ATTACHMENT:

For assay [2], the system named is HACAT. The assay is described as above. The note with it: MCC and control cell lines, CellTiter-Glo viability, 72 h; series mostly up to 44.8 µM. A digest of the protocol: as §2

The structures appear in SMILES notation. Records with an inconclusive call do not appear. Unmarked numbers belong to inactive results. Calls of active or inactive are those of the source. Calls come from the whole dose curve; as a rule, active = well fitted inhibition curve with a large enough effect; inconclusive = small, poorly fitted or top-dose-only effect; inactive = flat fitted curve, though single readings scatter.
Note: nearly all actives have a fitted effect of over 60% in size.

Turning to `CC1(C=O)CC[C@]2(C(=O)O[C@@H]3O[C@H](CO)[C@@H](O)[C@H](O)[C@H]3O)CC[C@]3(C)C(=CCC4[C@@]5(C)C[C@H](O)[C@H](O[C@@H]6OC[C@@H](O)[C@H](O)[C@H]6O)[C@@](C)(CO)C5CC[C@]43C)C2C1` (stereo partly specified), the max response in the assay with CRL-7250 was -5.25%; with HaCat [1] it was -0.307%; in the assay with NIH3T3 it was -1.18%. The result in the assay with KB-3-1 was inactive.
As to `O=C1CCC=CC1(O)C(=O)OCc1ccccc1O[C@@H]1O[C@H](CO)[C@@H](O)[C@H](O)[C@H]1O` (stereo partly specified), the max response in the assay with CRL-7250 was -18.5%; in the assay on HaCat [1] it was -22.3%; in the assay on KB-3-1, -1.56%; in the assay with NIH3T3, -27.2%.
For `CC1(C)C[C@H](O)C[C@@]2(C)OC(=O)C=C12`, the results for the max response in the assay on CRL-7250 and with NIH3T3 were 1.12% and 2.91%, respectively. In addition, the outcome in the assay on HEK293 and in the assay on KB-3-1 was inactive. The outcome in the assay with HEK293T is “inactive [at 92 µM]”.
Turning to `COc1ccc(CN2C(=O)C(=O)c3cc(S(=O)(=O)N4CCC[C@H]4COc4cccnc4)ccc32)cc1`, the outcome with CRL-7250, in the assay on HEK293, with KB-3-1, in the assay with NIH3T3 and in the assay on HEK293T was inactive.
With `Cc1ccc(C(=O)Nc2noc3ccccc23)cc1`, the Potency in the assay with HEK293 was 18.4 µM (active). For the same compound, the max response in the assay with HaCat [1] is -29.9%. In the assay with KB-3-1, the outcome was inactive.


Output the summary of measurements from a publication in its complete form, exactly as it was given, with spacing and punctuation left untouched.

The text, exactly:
For assay [2], the system named is HACAT. The assay is described as above. The note with it: MCC and control cell lines, CellTiter-Glo viability, 72 h; series mostly up to 44.8 µM. A digest of the protocol: as §2

The structures appear in SMILES notation. Records with an inconclusive call do not appear. Unmarked numbers belong to inactive results. Calls of active or inactive are those of the source. Calls come from the whole dose curve; as a rule, active = well fitted inhibition curve with a large enough effect; inconclusive = small, poorly fitted or top-dose-only effect; inactive = flat fitted curve, though single readings scatter.
Note: nearly all actives have a fitted effect of over 60% in size.

Turning to `CC1(C=O)CC[C@]2(C(=O)O[C@@H]3O[C@H](CO)[C@@H](O)[C@H](O)[C@H]3O)CC[C@]3(C)C(=CCC4[C@@]5(C)C[C@H](O)[C@H](O[C@@H]6OC[C@@H](O)[C@H](O)[C@H]6O)[C@@](C)(CO)C5CC[C@]43C)C2C1` (stereo partly specified), the max response in the assay with CRL-7250 was -5.25%; with HaCat [1] it was -0.307%; in the assay with NIH3T3 it was -1.18%. The result in the assay with KB-3-1 was inactive.
As to `O=C1CCC=CC1(O)C(=O)OCc1ccccc1O[C@@H]1O[C@H](CO)[C@@H](O)[C@H](O)[C@H]1O` (stereo partly specified), the max response in the assay with CRL-7250 was -18.5%; in the assay on HaCat [1] it was -22.3%; in the assay on KB-3-1, -1.56%; in the assay with NIH3T3, -27.2%.
For `CC1(C)C[C@H](O)C[C@@]2(C)OC(=O)C=C12`, the results for the max response in the assay on CRL-7250 and with NIH3T3 were 1.12% and 2.91%, respectively. In addition, the outcome in the assay on HEK293 and in the assay on KB-3-1 was inactive. The outcome in the assay with HEK293T is “inactive [at 92 µM]”.
Turning to `COc1ccc(CN2C(=O)C(=O)c3cc(S(=O)(=O)N4CCC[C@H]4COc4cccnc4)ccc32)cc1`, the outcome with CRL-7250, in the assay on HEK293, with KB-3-1, in the assay with NIH3T3 and in the assay on HEK293T was inactive.
With `Cc1ccc(C(=O)Nc2noc3ccccc23)cc1`, the Potency in the assay with HEK293 was 18.4 µM (active). For the same compound, the max response in the assay with HaCat [1] is -29.9%. In the assay with KB-3-1, the outcome was inactive.